Jennifer Oaten is a well-respected leader who has spent 20 years in Catholic education. Through that time, she has navigated the enormous changes that have ultimately shaped what education has become today.
Having gained significant experience in primary, secondary and tertiary education from her roles as principal, deputy principal, lecturer at Notre Dame University and Curriculum Consultant for Catholic Education WA, Oaten has separated the wheat from the chaff when it comes to knowing what works, and what doesn’t, in the classroom.
Today, Oaten heads up all-girls Catholic school Santa Maria College in Perth, where she is the driving force behind the school’s Strategic Plan 2021-2025.
Below, The Educator speaks to Oaten, who draws from her vast experience in education to offer some insights into how principals can mitigate the major risks schools are facing today and the best practices that can help schools thrive in another year of uncertainty.
TE: Based on your experience as a Catholic school leader, what does risk management for schools look like in 2021, and what are the most significant risks and emerging risks that principals should be mindful of?
Schools need to prioritise the care, wellbeing and development of their staff to enable them to perform well, thrive in their roles and reduce turnover. COVID-19 has caused great uncertainty for staff, resulting in a heightened need to provide a sense of security, stability and an increased focus on wellbeing. Staff who don’t meet expectations and underperform are also a significant risk to a school, highlighting the importance of regular performance reviews, either formal or informal.
Situations related to Child Safety, both past and present, continue to be a priority and require Principal’s to take action to ensure the wellbeing of all those in our care. Ensuring all staff are aware of their responsibilities and required documentation is crucial.
Financial risks influenced by the uncertainty of government funding, variable enrolment numbers and the potential threat of COVID-19 is causing schools to carefully consider expenditure, particularly that required for capital development projects. Schools need to be looking at other revenue streams, for example, the setting up of a Foundation and commencing fundraising.
TE: What do you believe constitutes best practice when it comes to risk management, and what are some strategies you are using as a principal to address the risks your school faces this year and beyond?
Clear policies and procedures and continual staff training is the key to best practice risk management. It is important to ensure that all staff can assess and manage situations to mitigate risk and comply with the legal requirements. It is crucial to invest in staff training and ensure that policies and procedures are updated regularly. Schools need to clearly communicate the importance of risk awareness, expectations for risk management, supported by an efficient and effective risk register. The support and expertise of a leader in this area provides great benefits to Principals in this rapidly changing field.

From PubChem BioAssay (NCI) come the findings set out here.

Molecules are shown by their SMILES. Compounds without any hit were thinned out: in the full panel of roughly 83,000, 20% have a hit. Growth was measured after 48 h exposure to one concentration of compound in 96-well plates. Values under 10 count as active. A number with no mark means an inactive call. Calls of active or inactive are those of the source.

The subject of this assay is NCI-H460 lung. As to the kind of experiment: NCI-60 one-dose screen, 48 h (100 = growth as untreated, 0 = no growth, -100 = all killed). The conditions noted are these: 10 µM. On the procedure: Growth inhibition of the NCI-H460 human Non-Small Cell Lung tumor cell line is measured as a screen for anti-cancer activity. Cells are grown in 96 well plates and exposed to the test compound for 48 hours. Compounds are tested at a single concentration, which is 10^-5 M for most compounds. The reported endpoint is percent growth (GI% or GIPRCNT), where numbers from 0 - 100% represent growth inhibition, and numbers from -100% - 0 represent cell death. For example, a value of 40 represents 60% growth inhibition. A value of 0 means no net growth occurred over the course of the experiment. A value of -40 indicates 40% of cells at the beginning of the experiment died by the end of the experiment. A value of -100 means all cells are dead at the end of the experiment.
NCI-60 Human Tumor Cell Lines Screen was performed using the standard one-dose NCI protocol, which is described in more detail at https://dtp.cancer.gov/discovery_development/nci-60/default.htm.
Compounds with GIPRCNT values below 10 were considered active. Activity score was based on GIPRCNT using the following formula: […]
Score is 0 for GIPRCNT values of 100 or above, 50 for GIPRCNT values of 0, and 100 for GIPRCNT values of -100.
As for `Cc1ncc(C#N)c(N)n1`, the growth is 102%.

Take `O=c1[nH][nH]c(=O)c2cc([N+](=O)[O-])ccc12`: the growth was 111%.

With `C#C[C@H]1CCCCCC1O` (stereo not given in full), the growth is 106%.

TE: Can you tell us about your leadership journey and some important factors you believe contribute significantly to best practice in school leadership?
The foundation for effective school leadership lies with a clear mission and vision and defining the school’s values. Collectively these all need to underpin your decisions and actions. When developing your mission, vision and values, a consultative process is essential, ensuring staff, student and parent voices are incorporated.
Clear communication with staff is vital. This will assist staff in the understanding of their role in enacting and promoting the school's mission, vision and values and will help support the building of a positive culture. Principal's need to lead with strength while also showing compassion as each employee brings their personal story with them that may influence their behaviour, performance, or choices.
TE: The job of a school leader is dynamic and a busy one. What are some things you do to remain at the top of your game as a principal when times get tough, and what might other school leaders learn from these practices?
When times are challenging as a leader, it is vital to believe in yourself to determine the process, seek information, evaluate and decide on the way forward. Ensuring you have a strong and diverse leadership team who are experts in their areas and bring inspiration, positivity, and innovation to situations is essential. Look after your wellbeing, exercise, schedule lunch breaks, block out time in your calendar to focus on strategic discussions and responding to emails. Get out of your office and visit classrooms or student activities to see the amazing learning going on in your school. This is the greatest way to be energised and see the value of the work that you do.